The clinical/demographic characteristics of patients are outlined in Table 1. The patients’ median age (years), body mass index (kg/m2), and prostate volume (mL), were 62 (range: 42 - 86), 24.62 (17.1 - 46.98), and 33.1 (9.8 - 161.04), respectively. The mean pain score was noted as 2.79 (standard deviation: 2.14; range of 0 - 9). The visual analog scale pain score distribution is depicted in Figure 1. No pain (pain score [VAS] = 0) was recorded in 51 (10.9%) patients, mild pain (pain score = 1 to 3) was recorded in 264 (56.41%) patients, whereas moderate pain (pain score = 4 to 5) was recorded in 100 (21.37%) patients. Fifty-three patients (11.32%) experienced severe pain (pain score = 6 to 10) amid test. The Kolmogorov Smirnov test demonstrated normality in result distribution.
|Characteristics (N = 468)||Median (Range)||Pain Score < 4||Pain Score > 3||P Value|
|Age (years)||62 (42 - 86)||64.88 ± 10.86||63.22 ± 11.86||0.0182|
|Body mass index (kg/m2)||24.62 (17.1 - 46.98)||24.84 ± 3.92||25.14 ± 3.82||0.5362|
|Prostate volume (mL)||33.1 (9.8 - 161.04)||36.91 ± 21.29||42.92 ± 25.39||0.0372|
|Prostate specific antigen (ng/mL)||4.98 (0.1 - 397.8)||3.18 ± 2.21||4.78 ± 3.94||0.4042|
|Prostate sagittal length (cm)||4.48 (2.39 - 7.48)||4.74 ± 0.82||4.62 ± 0.92||0.0322|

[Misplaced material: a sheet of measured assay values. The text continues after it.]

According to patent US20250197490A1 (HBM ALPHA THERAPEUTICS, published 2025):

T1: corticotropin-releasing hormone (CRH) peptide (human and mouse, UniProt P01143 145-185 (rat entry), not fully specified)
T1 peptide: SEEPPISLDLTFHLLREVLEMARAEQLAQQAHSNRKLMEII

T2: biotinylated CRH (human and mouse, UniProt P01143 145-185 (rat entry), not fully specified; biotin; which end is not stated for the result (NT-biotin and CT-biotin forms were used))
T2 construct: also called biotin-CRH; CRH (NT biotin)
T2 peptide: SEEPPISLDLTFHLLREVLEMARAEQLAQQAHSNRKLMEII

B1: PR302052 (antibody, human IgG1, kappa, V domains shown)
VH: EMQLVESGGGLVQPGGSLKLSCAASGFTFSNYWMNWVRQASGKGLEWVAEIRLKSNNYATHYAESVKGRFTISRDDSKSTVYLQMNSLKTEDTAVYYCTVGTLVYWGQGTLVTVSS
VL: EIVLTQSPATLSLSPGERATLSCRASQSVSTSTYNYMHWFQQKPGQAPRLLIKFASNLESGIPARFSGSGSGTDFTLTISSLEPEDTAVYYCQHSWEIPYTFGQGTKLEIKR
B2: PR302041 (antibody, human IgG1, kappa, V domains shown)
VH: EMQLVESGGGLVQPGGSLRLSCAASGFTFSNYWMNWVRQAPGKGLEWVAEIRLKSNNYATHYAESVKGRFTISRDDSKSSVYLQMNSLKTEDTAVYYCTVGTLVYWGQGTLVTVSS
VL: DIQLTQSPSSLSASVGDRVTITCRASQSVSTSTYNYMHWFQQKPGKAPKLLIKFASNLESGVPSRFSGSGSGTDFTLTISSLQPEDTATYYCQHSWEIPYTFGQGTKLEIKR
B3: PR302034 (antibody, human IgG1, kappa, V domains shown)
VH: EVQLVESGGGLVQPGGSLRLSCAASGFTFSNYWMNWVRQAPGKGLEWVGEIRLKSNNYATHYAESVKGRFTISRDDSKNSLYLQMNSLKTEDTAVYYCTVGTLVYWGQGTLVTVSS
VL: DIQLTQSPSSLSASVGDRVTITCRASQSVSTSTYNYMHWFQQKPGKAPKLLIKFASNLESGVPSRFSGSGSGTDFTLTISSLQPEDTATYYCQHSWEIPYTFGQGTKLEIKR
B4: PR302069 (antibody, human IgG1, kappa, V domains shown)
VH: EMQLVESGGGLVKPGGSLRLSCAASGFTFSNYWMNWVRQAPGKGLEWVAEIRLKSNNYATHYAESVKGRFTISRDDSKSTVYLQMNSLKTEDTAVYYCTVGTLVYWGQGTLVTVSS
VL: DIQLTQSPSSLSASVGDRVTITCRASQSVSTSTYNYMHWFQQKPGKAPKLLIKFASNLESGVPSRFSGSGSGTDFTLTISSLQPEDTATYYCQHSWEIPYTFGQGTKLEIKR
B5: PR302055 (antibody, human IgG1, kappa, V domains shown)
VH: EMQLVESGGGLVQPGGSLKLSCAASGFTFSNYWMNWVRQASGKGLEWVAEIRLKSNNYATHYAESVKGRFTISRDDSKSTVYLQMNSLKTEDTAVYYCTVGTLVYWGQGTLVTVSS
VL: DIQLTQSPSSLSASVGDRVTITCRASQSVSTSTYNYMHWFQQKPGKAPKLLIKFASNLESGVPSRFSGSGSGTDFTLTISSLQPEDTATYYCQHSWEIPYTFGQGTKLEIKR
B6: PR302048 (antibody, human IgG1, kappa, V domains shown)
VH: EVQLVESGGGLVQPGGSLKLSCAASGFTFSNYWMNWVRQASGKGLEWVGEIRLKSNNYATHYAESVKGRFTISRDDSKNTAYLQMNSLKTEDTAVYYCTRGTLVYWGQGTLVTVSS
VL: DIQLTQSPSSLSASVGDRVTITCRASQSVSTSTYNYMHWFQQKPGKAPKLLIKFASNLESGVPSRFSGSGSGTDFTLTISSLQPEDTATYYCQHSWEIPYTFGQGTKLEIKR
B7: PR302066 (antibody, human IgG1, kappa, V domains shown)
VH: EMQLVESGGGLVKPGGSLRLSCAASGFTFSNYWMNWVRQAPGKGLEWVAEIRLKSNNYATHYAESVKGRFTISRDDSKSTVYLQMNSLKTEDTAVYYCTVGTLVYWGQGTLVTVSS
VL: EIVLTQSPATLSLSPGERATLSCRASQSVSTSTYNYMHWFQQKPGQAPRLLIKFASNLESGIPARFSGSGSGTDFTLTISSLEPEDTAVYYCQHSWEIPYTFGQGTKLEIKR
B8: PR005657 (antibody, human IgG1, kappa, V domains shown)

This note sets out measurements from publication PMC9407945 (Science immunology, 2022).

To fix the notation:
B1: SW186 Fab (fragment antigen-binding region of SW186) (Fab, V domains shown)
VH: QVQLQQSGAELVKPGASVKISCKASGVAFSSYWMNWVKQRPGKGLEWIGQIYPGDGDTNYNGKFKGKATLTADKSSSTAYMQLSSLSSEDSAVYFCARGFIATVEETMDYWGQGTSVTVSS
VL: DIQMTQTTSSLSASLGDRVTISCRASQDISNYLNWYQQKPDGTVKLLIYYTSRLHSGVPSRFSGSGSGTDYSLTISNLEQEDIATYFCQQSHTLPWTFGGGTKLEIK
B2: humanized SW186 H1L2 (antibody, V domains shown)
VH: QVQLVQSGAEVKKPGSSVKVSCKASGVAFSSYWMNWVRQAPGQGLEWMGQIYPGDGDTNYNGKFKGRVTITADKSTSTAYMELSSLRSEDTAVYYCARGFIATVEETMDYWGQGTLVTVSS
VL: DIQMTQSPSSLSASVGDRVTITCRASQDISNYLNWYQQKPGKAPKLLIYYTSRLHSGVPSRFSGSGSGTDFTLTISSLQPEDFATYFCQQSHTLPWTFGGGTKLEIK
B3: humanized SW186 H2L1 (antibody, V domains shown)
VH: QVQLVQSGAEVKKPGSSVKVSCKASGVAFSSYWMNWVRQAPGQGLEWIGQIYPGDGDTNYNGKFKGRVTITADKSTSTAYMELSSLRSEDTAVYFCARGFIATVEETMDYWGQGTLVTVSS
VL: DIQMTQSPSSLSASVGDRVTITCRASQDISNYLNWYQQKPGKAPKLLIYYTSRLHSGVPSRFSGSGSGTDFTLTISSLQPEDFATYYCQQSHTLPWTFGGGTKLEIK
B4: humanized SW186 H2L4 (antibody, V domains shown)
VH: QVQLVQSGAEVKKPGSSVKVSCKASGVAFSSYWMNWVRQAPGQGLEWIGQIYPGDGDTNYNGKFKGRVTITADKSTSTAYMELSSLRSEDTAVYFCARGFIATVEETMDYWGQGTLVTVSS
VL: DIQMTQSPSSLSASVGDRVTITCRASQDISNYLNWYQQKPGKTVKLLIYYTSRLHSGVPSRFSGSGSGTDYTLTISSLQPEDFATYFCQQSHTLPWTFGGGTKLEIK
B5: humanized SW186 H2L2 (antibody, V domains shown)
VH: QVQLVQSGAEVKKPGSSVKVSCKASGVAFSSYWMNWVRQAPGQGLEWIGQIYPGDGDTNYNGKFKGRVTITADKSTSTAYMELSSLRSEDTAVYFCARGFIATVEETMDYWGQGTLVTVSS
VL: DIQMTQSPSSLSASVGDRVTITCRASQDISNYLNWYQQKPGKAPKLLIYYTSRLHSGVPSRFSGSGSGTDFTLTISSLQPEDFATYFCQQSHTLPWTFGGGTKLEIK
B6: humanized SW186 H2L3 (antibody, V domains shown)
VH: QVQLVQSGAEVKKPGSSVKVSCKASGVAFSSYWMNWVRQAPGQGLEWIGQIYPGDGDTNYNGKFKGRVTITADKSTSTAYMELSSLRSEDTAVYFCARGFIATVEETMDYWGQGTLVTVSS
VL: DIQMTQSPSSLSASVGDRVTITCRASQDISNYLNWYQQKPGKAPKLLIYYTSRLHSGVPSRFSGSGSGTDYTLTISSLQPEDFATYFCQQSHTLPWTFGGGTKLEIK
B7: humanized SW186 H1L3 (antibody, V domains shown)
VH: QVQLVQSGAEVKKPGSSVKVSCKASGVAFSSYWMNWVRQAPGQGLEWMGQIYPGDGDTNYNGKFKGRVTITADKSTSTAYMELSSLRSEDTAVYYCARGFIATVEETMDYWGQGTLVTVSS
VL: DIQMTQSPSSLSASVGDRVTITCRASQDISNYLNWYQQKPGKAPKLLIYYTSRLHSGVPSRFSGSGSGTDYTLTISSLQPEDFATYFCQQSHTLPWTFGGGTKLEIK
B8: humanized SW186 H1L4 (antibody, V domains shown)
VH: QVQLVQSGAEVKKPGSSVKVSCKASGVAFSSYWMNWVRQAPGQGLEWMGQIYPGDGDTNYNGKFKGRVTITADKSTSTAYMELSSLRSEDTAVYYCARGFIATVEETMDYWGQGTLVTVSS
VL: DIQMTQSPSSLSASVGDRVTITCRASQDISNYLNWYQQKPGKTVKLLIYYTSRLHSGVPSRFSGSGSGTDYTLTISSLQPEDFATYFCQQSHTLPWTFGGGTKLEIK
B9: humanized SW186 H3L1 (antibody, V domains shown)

At the point when patients were divided further into two categories: pain score < 4 and pain score > 3, as depicted in Table 1, it was observed that patients with pain scores > 3 were significantly younger in age (63.22 versus 64.88, P = 0.0182), and they had a significantly bigger prostate volume (42.92 g versus 36.91 g, P = 0.0372), and a significantly large prostate sagittal length (4.74 cm vs 4.48 cm, P = 0.0322). The information additionally uncovered that a lower rate of patients with pain scores > 3 had prior TRU experience (14.38% versus 24.13%, P = 0.0482) and they were categorized randomly into Group 2 (35.29% versus 59.05%, P < 0.0001) in comparison to patients with pain scores < 4. In contradiction, a high percentage of patients with pain scores > 3 experienced hemorrhoids (external) (58.82% versus 27.30%, P < 0.0001), prior anal surgery (32.03% versus 7.30%, P < 0.0001), and stool artifact (21.57% versus 10.79%, P = 0.0032), as depicted in Table 2.
|Characteristics (N = 468)||Pain Score < 4 (%)||Pain Score > 3 (%)||P Value|
|Prior TRU experience||24.13||14.38||0.0482|
|Group 2||59.05||35.29||< 0.0001|
|Hemorrhoids (external)||27.30||58.82||< 0.0001|
|Prior anal surgery||7.30||32.03||< 0.0001|
Patients in Group 2 showed lower pain scores than those in Group 1 (2.52 versus 3.11, P = 0.003). At the end of the day, the patients who got the test process explanation in detail promptly prior to the examination start and were permitted to watch ongoing images had lesser pain in contrast to patients who did not.